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BP Jonsson skrev:

>>That's nothing compared to the Minnesotan accent, with its beautiful,
>>yet funny, intonation patterns.  To me, that was the funniest part of
>>Fargo.  I mean, that accent is just so hard to take seriously, I mean,
>>they could say "Ja, my wife was butchered and cut into a million
>>pieces", and it just wouldn't sound like a bad thing.  Okay, slight
>>exaggeration, but it does sound just funny.  :-)
>
>I met one American who thought that intonation was due to Swedish/Norwegian
>substrate influence.  His imitation surely sounded as if that could be
>true, but then his wife was Swedish...  Altho most Swedish and Norwegian
>dialects have a system of distinct word tones, which gives the sentence
>intonation a quality that is peculiar to speakers of other Germanic
>languages, they are not uniform among themselves.  I guess Matt is the only
>one who can judge this theory! :)

Well, since I've been called upon to offer an opinion...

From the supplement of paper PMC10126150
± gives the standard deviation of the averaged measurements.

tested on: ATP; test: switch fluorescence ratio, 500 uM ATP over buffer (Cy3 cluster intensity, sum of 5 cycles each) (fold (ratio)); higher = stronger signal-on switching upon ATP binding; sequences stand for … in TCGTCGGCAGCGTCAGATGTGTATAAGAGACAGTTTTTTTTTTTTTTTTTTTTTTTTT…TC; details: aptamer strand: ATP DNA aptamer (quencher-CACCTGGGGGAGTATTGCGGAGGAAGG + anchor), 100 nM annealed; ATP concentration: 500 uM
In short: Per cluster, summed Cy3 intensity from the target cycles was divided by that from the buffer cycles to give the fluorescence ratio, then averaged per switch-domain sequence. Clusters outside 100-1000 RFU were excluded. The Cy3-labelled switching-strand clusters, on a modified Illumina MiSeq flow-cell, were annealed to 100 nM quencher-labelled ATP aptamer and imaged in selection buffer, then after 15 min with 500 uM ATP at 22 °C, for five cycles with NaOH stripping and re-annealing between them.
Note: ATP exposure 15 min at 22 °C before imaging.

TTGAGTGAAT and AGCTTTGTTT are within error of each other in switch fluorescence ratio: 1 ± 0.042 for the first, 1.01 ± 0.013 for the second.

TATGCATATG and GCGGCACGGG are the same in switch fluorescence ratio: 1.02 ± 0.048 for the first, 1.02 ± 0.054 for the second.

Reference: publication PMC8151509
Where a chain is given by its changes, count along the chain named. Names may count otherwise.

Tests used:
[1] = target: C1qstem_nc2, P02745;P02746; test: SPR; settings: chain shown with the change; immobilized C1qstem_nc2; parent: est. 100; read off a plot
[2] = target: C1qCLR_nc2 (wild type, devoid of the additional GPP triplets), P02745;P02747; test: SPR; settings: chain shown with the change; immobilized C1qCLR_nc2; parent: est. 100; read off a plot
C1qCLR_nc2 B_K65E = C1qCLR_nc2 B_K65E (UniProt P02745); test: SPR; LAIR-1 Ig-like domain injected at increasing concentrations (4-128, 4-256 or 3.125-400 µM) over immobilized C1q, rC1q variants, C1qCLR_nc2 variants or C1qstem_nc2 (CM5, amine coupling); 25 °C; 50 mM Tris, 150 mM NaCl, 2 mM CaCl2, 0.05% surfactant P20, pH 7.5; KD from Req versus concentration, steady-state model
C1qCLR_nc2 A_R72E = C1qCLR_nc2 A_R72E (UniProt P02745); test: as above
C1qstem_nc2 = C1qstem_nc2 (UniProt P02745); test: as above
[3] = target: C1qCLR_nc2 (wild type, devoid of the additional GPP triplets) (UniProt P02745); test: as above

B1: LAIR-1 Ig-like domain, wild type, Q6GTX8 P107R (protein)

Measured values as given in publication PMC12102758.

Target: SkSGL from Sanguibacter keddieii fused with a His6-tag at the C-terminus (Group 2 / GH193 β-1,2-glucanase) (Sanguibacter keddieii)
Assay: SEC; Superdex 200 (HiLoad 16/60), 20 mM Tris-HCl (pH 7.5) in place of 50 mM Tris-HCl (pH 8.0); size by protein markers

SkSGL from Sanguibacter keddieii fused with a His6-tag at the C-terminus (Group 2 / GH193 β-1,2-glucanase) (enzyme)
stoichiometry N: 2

Speaking as someone who used to speak Swedish, and who has lots of
Swedish relatives from Nebraska and suchlike places, I definitely hear the
influence of Scandinavian immigrants on the vowels of Upper Midwestern
English (much as the vowels of the inner city dialect of East Los Angeles
have been strongly influenced by several generations of immigration from
Mexico and Central America). However, I do think the accents in "Fargo"
were exaggerated a bit, especially the sing-song quality of Marge's speech
and the unbelievably tense vowels used by Mrs. Lundegaard (the kidnapped
woman).

Matt.

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Matt Pearson
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UCLA Linguistics Department
405 Hilgard Avenue
Los Angeles, CA 90095-1543
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